Our clients have been working hard to organically grow their property management websites so rental property owners can find them. This starts with making sure the property management website is up-to-date, continually improving for engagement, and using best practices for Search Engine Optimization (SEO) and content.
If you’re doing all those things, fantastic.
What else can you do?
Offsite SEO and Backlinks
Onsite SEO is the optimization you receive from content on your own site. Offsite SEO happens elsewhere on the internet. One of the biggest impacts on offsite SEO is backlinks.
What’s a backlink?
A backlink is when one website includes a link to another website and shares the content. It could be a URL from one site to another. It could be a hyperlink with images or text.
How do backlinks help you, and how do they help your SEO?
Google and other search engines are always trying to improve user experience. They care about what people see once they get to your property management website. They track click-through rates and time-on-page engagement. They measure information about your business and whether it’s relevant to users by monitoring what people online say about you. So, linking from a website that isn’t your own to yours validates you.
Getting backlinks isn’t as easy as it sounds. There are things you should and should not do when you’re building your backlink profile.
Building a Backlink Profile: What to Do
It’s important to grow your backlink profile steadily and naturally over time. Any content should be industry-related and credible. The more backlinks the website linking to yours has and the more authority it has, the more value it brings you. So, look for industry-related sites with good reputations.
- Network with referral contacts and the companies you’re always sending business to. Talk to them about providing a link to your property management website on their services or referral page. You can offer the same for them. This will provide you with some potential new business and a strong backlink.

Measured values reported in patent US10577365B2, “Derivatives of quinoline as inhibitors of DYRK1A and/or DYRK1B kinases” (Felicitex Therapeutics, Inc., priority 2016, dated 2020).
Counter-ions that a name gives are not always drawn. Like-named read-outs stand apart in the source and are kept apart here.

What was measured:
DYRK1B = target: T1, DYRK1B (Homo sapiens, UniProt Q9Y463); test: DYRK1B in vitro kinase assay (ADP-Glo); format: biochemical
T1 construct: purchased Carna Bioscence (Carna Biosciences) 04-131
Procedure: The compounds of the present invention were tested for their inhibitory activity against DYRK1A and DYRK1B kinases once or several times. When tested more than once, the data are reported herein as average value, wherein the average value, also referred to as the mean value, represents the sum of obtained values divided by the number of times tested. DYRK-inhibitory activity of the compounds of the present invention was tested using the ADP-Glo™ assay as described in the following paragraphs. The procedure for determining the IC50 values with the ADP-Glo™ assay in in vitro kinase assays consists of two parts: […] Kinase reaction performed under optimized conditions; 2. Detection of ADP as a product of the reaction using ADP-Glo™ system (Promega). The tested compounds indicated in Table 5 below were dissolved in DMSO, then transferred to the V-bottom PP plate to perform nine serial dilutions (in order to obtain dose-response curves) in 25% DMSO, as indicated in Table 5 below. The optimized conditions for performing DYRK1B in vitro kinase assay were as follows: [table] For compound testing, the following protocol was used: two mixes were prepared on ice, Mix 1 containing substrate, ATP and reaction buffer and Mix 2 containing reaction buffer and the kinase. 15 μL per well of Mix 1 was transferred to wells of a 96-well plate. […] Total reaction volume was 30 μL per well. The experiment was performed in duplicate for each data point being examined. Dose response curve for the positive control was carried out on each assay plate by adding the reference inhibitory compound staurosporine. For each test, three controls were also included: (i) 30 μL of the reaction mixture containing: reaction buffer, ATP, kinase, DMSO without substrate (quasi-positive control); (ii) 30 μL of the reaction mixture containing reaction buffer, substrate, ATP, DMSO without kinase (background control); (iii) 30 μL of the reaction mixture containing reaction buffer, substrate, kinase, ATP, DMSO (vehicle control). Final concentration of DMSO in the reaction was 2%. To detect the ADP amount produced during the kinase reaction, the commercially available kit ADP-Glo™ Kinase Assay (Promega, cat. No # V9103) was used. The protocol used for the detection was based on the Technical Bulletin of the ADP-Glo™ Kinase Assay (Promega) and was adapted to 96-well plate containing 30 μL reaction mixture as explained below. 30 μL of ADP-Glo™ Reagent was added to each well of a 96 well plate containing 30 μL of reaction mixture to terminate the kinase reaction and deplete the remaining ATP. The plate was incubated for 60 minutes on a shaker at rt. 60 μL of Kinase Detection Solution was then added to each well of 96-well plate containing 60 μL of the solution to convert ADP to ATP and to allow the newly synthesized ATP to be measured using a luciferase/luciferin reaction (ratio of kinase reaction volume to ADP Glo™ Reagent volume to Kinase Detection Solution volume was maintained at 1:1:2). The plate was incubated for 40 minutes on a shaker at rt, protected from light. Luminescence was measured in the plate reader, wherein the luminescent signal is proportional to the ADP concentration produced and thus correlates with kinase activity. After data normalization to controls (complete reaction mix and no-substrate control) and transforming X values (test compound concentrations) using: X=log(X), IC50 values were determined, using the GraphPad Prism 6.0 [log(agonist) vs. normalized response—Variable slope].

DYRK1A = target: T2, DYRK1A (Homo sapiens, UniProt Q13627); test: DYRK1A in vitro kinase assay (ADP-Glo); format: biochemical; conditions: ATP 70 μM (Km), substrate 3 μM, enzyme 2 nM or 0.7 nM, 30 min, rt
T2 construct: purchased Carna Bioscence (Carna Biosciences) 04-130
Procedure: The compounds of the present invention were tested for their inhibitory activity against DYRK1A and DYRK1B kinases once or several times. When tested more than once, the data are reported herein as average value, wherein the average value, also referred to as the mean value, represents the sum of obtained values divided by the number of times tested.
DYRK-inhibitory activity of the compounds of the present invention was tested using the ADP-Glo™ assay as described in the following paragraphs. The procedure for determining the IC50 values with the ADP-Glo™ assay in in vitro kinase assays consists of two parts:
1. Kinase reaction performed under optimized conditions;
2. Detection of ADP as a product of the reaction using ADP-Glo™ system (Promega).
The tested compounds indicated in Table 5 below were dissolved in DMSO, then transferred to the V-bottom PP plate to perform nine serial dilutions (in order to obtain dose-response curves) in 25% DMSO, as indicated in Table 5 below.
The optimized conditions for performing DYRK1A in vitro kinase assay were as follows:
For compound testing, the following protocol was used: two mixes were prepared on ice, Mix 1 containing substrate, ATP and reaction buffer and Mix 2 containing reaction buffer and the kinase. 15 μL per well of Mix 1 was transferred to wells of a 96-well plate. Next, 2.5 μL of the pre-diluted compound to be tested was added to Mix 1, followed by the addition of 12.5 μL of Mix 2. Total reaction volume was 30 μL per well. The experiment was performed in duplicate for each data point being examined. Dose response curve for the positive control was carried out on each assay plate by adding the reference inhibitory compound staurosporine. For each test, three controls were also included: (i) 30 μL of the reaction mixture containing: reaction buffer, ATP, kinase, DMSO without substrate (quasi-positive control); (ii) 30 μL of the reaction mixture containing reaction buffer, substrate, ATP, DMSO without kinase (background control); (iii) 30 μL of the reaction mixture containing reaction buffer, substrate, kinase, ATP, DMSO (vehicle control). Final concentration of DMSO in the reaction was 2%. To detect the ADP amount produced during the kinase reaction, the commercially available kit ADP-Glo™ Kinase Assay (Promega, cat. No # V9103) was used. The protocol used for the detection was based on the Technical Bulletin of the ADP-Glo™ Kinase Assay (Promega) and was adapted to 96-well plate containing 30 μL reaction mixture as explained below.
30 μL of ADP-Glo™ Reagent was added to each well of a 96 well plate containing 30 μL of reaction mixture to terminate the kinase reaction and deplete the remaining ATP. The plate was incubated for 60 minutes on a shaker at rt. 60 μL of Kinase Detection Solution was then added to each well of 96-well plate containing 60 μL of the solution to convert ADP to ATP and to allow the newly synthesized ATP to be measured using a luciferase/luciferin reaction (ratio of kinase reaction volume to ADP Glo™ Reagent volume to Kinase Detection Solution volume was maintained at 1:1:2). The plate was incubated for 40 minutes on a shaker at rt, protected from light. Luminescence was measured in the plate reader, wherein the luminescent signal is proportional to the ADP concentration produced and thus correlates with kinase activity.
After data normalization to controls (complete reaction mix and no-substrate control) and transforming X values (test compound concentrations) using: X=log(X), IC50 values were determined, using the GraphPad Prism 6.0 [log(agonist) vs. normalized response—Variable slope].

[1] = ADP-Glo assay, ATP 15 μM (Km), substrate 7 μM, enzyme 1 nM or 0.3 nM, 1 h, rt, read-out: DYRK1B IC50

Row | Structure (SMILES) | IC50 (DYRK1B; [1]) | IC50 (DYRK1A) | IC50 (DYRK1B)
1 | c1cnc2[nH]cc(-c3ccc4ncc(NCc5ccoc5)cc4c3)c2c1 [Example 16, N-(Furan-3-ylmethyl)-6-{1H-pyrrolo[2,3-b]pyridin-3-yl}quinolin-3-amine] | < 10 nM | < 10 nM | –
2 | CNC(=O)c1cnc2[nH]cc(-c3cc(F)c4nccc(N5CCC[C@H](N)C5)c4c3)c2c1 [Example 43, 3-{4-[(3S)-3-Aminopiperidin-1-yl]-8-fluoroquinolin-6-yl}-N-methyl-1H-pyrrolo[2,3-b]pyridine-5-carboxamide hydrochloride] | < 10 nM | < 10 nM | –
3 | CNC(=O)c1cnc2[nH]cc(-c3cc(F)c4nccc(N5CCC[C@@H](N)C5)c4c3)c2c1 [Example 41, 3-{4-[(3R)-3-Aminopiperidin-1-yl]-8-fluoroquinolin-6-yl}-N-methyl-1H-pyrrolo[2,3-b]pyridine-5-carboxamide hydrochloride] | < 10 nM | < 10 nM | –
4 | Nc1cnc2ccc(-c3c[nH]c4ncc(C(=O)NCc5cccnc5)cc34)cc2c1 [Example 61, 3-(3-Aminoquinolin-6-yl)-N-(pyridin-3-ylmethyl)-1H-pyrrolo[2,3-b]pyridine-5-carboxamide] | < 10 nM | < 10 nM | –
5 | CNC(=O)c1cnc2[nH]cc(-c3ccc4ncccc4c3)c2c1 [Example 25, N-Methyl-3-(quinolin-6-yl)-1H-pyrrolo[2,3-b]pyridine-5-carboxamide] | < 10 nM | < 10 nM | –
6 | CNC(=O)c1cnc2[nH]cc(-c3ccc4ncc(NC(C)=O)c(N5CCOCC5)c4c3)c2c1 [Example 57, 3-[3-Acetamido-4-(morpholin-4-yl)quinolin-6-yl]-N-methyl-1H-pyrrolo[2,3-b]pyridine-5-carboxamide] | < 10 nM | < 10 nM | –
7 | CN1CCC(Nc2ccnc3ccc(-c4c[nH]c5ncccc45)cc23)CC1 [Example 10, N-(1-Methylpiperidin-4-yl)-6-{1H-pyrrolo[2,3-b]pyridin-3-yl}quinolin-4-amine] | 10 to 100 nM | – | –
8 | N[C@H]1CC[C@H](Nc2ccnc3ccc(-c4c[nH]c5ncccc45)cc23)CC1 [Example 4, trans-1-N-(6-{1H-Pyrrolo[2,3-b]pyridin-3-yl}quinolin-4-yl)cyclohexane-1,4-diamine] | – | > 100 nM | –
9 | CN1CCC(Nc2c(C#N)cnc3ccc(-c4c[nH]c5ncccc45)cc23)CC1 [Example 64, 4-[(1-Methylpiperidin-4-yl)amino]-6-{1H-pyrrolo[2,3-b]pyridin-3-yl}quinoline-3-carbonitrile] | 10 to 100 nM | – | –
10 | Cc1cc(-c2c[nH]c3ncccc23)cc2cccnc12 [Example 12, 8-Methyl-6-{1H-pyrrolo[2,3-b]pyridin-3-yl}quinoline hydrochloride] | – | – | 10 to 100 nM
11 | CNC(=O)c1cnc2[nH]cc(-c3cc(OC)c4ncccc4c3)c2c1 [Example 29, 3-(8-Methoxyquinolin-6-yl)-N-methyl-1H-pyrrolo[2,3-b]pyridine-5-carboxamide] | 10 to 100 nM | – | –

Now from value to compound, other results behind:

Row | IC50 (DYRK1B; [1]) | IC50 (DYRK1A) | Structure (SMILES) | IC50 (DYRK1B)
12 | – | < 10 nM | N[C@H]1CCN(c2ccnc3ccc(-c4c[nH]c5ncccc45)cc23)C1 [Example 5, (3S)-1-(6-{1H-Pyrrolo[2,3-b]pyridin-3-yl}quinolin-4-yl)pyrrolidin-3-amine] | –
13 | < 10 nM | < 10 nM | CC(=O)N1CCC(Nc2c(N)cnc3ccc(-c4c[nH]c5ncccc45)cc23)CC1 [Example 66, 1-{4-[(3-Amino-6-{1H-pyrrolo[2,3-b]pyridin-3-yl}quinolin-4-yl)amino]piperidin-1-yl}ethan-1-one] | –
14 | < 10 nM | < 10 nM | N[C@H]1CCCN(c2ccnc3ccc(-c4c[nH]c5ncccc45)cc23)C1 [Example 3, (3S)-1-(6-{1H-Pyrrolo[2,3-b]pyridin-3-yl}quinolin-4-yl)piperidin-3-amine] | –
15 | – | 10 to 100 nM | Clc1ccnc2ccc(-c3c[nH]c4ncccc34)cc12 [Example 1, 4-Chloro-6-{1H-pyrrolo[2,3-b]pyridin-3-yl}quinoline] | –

- Think about guest blogging. Providing content to other industry experts is a great way to get links back to your website. For example, if you have a relationship with a maintenance company and you write an article specifically for that company on deferred maintenance, they can post it on their blog and link back to yours. It’s simple and easy. Just make sure you’re creating new content. Don’t make one blog on deferred maintenance and share it to 50 maintenance websites. That’s not valuable for you or them.
- Get involved in local events. When you work with the Chamber of Commerce and NARPM, and you sponsor charity events, your business will be associated with these things, which creates an opportunity for a natural backlink.
- Get engaged with other people’s content strategies. If you follow someone’s educational videos or podcast, do an interview on their website. Normally, you’ll get a link back to your website.
Building a Backlink Profile: What Not to Do
It can be very enticing when you see an offer online or you get an email from a company that wants to build your backlink profile for $50.
These are not good links. They’re added to websites that have content for everyone, no matter what the industry or how general and irrelevant the content. That actually looks spammy to search engines. So when you’re looking for links or hiring someone to look for links for you, use best practices.
Lots of free websites will post anything you want. People will go to free blogging sites and listings and post links back to their website. That won’t do anything. And sometimes, sites like these can do more harm than good if Google thinks they are spammy.
Be careful with the places where you’re pushing your backlink strategy.
Quality is more important than quantity.